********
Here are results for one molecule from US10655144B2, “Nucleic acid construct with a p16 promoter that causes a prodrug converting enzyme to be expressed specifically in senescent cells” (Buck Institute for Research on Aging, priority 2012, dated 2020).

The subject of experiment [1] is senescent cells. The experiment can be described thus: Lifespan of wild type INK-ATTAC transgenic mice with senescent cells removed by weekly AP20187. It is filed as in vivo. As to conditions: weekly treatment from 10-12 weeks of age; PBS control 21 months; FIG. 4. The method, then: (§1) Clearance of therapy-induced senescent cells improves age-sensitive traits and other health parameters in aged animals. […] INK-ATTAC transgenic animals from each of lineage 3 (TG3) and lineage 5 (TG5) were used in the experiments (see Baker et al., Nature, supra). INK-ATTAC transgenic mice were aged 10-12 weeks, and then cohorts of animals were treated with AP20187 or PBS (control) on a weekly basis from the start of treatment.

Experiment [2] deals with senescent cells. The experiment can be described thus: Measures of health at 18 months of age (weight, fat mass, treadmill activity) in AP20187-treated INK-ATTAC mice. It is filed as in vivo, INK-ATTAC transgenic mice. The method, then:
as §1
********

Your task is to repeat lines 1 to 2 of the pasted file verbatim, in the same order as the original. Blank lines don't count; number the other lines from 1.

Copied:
Here are results for one molecule from US10655144B2, “Nucleic acid construct with a p16 promoter that causes a prodrug converting enzyme to be expressed specifically in senescent cells” (Buck Institute for Research on Aging, priority 2012, dated 2020).

The subject of experiment [1] is senescent cells. The experiment can be described thus: Lifespan of wild type INK-ATTAC transgenic mice with senescent cells removed by weekly AP20187. It is filed as in vivo. As to conditions: weekly treatment from 10-12 weeks of age; PBS control 21 months; FIG. 4. The method, then: (§1) Clearance of therapy-induced senescent cells improves age-sensitive traits and other health parameters in aged animals. […] INK-ATTAC transgenic animals from each of lineage 3 (TG3) and lineage 5 (TG5) were used in the experiments (see Baker et al., Nature, supra). INK-ATTAC transgenic mice were aged 10-12 weeks, and then cohorts of animals were treated with AP20187 or PBS (control) on a weekly basis from the start of treatment.